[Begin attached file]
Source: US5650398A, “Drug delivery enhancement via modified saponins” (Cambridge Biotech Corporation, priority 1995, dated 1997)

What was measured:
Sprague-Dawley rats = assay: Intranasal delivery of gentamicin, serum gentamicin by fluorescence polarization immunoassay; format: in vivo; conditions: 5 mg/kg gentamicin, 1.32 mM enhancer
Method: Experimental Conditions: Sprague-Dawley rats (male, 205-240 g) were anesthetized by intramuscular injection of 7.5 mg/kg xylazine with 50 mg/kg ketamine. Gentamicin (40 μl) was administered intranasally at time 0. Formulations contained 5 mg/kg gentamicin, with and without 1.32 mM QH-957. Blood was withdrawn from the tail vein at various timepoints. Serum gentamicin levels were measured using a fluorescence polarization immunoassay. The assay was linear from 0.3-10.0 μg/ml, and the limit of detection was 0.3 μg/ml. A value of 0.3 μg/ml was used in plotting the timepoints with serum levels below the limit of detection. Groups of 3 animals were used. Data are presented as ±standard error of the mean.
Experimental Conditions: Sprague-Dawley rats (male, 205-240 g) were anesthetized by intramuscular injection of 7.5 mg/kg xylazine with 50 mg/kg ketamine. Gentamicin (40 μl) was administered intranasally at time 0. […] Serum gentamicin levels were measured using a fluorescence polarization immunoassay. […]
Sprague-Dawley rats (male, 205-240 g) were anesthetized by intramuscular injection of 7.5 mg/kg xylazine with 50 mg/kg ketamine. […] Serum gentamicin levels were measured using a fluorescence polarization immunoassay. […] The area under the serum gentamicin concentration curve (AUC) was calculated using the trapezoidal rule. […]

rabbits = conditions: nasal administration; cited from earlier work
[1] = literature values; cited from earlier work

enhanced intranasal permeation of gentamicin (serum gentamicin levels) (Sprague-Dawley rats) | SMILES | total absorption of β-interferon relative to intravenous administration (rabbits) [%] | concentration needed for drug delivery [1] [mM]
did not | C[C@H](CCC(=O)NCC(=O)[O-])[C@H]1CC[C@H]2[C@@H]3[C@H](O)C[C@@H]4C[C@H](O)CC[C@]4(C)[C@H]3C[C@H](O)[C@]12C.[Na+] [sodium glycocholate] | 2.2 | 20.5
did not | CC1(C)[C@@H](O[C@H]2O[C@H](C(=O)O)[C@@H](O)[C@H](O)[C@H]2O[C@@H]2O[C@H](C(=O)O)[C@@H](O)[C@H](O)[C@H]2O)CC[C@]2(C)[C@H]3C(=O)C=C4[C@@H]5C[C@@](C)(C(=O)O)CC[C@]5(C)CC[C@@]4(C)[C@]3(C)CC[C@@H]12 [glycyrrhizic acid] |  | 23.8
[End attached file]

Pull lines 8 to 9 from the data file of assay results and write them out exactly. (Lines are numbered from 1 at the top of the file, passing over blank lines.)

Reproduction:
[1] = literature values; cited from earlier work

enhanced intranasal permeation of gentamicin (serum gentamicin levels) (Sprague-Dawley rats) | SMILES | total absorption of β-interferon relative to intravenous administration (rabbits) [%] | concentration needed for drug delivery [1] [mM]